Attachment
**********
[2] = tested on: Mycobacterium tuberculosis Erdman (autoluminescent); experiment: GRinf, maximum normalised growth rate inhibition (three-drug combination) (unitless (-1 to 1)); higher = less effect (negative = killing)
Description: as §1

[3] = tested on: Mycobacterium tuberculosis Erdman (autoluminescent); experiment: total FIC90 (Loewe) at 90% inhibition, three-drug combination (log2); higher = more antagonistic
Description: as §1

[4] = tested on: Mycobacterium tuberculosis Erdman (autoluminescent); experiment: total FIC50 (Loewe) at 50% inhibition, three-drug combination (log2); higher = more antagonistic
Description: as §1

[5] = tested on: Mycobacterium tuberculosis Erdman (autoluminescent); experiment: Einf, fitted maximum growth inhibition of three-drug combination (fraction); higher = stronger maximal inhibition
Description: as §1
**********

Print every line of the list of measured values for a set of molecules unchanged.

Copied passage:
[2] = tested on: Mycobacterium tuberculosis Erdman (autoluminescent); experiment: GRinf, maximum normalised growth rate inhibition (three-drug combination) (unitless (-1 to 1)); higher = less effect (negative = killing)
Description: as §1

[3] = tested on: Mycobacterium tuberculosis Erdman (autoluminescent); experiment: total FIC90 (Loewe) at 90% inhibition, three-drug combination (log2); higher = more antagonistic
Description: as §1

[4] = tested on: Mycobacterium tuberculosis Erdman (autoluminescent); experiment: total FIC50 (Loewe) at 50% inhibition, three-drug combination (log2); higher = more antagonistic
Description: as §1

[5] = tested on: Mycobacterium tuberculosis Erdman (autoluminescent); experiment: Einf, fitted maximum growth inhibition of three-drug combination (fraction); higher = stronger maximal inhibition
Description: as §1